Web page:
No. 2329.
21. Henry Bertram, Rutledge, Mo.,
No. 1547.
Yankey, Sunnyside,
22. O. G. Sherman, Boise, Idaha,
No. 3193.
23. Ewd. G. Stables,
Idaho, No. 3006.
24. Wm. H. Greenhow, Twin Falls,
Idaho, No. 3603.
25. Mariette Thomas Colorado,
Springs, Colo., No. 2386.
26. Julia Nelson, Wisconsin No.
Twin Falls,
y
3455.
27. Chas. T. Burtt, Seattle, Wash.,
No. 2020.
28. C. J. Domrose, Rock Creek,
Idaho, No. 2723.
29. .Tames F. Denham, Centralia,
Mo., No. 2903.
30. S. E. King, Walla Walla,
Wash., No. 968.
31. Annis Jones, Middleton, Idaho,
No. 3151.
32. Fred J. May, Conconly, Wls.,
No. Î24.
33. J. A. Hungate, Pullman Wash.,
No. 1120.
all
to
(Continued
eighth paste.)
mi rant
SYNDICATE HERE
/
Twin falls as Center of a
Perfect System.
M. MURTAUGH WILL PUSH THE
FINANCIAL END
Exchange Systems for Bnlil, Wendall
And Jerome—Farmer Lines to De
Installed at Earliest Opportunity. .
A business deal of magnitude was
consumated last night when a num
ber of local capitalists headed by
Mark Murtaugli secured of the
Bell Telephone company concessions
giving them absolute control of the
great territory embracing all of the
Twin Falls irrigated tracts, the Mini
doka project and the Bruneau scheme.
The Bell company has also granted
them the right to connect with the
Bell long distance service which em
braces the entire northwestern states.
The company which will organize to
morrow will make its capital stock
$300,000 and it is their intention to
put in exchanges at Jerome, Wendall
and Buhl and as fast as possible to
put in lines for the ranchers on all
of the tracts covered by their conces
sions.
The Twin Falls exchange which
passes into their control will he im
proved and connected with all of the
farmers lines giving the merchants an
excellent opportunity for reaching
their country trade, and will prove a
great convenience to the farmers as
soon as the rural routes are estab
lished.
Mr. Murtaugh will have charge of
the financial end of thè deal and will
make his home in Twin Falls where
he is well known and highly respect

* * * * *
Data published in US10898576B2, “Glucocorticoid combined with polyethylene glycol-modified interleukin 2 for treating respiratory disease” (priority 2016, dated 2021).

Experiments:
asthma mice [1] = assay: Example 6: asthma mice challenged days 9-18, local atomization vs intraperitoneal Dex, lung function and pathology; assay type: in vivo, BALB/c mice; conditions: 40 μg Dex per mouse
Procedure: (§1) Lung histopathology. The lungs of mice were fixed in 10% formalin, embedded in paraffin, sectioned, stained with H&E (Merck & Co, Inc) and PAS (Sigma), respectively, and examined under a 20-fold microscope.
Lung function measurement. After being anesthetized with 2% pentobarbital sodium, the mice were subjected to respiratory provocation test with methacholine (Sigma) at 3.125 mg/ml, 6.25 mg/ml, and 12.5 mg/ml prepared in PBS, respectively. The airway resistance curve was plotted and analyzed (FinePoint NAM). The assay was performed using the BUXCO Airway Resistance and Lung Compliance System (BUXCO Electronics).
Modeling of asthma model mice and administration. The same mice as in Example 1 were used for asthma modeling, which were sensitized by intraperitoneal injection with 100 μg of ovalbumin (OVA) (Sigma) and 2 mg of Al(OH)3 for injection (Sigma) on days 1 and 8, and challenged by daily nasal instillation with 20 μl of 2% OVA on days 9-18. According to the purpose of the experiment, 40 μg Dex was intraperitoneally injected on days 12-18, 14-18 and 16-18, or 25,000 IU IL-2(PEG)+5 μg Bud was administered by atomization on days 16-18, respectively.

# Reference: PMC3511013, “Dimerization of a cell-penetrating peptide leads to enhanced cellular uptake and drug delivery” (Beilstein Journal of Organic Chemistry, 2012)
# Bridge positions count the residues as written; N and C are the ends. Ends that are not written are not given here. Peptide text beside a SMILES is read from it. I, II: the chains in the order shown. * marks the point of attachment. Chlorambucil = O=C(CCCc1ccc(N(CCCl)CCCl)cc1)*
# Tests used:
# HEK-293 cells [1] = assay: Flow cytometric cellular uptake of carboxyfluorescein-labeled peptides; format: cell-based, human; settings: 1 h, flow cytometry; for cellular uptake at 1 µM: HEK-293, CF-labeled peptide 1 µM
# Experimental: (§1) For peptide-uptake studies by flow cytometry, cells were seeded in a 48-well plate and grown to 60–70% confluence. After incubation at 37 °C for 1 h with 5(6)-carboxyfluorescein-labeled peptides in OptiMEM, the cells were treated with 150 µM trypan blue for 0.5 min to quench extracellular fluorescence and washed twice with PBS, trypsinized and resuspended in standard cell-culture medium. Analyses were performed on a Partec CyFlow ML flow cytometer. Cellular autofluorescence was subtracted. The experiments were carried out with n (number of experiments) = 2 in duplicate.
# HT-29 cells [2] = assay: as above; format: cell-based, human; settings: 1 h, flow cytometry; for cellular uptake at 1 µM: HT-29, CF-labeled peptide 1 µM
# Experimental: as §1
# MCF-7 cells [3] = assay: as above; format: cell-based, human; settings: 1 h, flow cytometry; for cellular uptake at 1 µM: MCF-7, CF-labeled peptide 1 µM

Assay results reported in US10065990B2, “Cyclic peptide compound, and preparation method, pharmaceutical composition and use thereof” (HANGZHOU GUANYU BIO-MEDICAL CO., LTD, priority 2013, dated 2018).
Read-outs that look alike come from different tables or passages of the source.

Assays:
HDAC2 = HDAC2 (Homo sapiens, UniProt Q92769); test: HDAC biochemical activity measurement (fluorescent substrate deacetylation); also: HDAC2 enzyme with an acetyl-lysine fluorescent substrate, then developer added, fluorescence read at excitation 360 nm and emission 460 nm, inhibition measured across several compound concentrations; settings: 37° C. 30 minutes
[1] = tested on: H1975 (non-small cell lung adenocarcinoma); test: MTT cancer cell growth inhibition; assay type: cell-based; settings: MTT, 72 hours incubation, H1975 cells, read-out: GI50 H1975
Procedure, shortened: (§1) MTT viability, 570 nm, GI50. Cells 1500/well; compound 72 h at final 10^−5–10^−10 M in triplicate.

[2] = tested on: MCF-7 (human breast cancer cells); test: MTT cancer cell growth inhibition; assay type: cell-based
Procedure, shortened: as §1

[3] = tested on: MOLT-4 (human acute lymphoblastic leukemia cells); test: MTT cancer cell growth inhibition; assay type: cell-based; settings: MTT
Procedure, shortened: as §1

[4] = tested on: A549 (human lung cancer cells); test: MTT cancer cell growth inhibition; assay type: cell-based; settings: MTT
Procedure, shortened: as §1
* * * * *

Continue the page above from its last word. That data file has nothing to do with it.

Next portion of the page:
ed. His name connected with the
proposition should be a guarantee of
the success of the venture. Mr Mur
taugh has been in charge of many
large ventures in this country and iu
South America and is the man for
carrying out the financing of the pres
ent proposition. With him will be as
sociated H. H. Voegler of Salt Lake
and in the .mechanical end will... be
Walter F. Burgess, who is well known
all over the east as a telephone ex
pert. Mr. Burgess will move his
family to Twin Falls and will devote
his time to the superintendency of the
entire scheme. His experience has
been gained in many lands, having
been engaged by the English govern
ment to put in the telephone system
for the city of London, and having
been engaged by the city of Chicago
to investigate the telephone system of
European cities. Mr. ifurgess is a
thorough worker and intends that the
new corporal ion shall have nothing
but the best.
The territory embraced in the con
cession is bounded on the east by a
line running due south from Minidoka
to the Nevada line. The north boun
dary will be the main line of the O.
S. L. and the west end of the terri
tory will terminate on the western
boundary of the state, while the state
line of Idaho and Nevada will com
prise the boundary line on the south.
Work on the Jerome, Wendall and
Buhl exchanges will be commenced
at once and the farmers lines as soon
as the matter is put up to them and
they express a desire to have the ser
vice.
a
the
first
a
of
ing
to
in
Wednesday the Grain! Lodge will a
KNIGHTLY HOST
TO CONVENE
A
State Grand Lodge, K. of P. ;
Convenes Tuesday.
PROGRAM PREPARED WILL KEEP
GUESTS BUSY
Twin Falls Knights Will Be Aided by
The Citizens of City jn Entertain
ing the Visitors.
The following program has been ar
ranged for tile reception of the Grand
Lodge of Knights of Pythias, which
will convene here next week.
The special train bearing the rep
resentatives will arrive Monday and
will be met by the reception commit
tee, headed by the chairman, W. E.
Nixon, with the Twin Falls band, who
will escort the members to the hall.
Monday evening a reception will be
tendered the members of the Grand
Lodge and the Pythian Sisters at the
Auditorium by the Twin Falls lodge.
Tuesday the Grand Lodge will hold
two sessions, in the morning and af
ternoon at the auditorium. Tuesday
evening, the Pythian club will give
their play, "Nevada" for the visiting
members only.
be in session in the morning and af
ternoon.
Wednesday evening, the
D. O. K. K. will convene in the K. of
P. hall.
of
Thursday afternoon at one o'clock
carriages will be in waiting to take
the representatives and \isitors to the
Shoshone falls, Blue Lakes and other
places of interest.
SPLIT UP OF DEMORATS